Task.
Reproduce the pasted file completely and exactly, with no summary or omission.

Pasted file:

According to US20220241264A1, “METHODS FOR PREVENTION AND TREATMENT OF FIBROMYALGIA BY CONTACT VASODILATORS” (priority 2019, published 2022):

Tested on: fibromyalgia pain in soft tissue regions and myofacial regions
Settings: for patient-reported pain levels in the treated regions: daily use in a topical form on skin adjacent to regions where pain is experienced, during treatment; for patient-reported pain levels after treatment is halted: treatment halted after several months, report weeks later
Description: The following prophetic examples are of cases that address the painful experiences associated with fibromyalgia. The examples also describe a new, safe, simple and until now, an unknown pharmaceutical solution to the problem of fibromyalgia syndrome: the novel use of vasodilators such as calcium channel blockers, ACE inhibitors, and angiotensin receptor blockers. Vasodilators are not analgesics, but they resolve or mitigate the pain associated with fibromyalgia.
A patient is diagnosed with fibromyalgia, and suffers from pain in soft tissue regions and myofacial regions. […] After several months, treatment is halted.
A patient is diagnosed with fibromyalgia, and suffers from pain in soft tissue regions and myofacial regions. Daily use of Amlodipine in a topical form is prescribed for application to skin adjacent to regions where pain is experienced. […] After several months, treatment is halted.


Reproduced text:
According to US20220241264A1, “METHODS FOR PREVENTION AND TREATMENT OF FIBROMYALGIA BY CONTACT VASODILATORS” (priority 2019, published 2022):

Tested on: fibromyalgia pain in soft tissue regions and myofacial regions
Settings: for patient-reported pain levels in the treated regions: daily use in a topical form on skin adjacent to regions where pain is experienced, during treatment; for patient-reported pain levels after treatment is halted: treatment halted after several months, report weeks later
Description: The following prophetic examples are of cases that address the painful experiences associated with fibromyalgia. The examples also describe a new, safe, simple and until now, an unknown pharmaceutical solution to the problem of fibromyalgia syndrome: the novel use of vasodilators such as calcium channel blockers, ACE inhibitors, and angiotensin receptor blockers. Vasodilators are not analgesics, but they resolve or mitigate the pain associated with fibromyalgia.
A patient is diagnosed with fibromyalgia, and suffers from pain in soft tissue regions and myofacial regions. […] After several months, treatment is halted.
A patient is diagnosed with fibromyalgia, and suffers from pain in soft tissue regions and myofacial regions. Daily use of Amlodipine in a topical form is prescribed for application to skin adjacent to regions where pain is experienced. […] After several months, treatment is halted.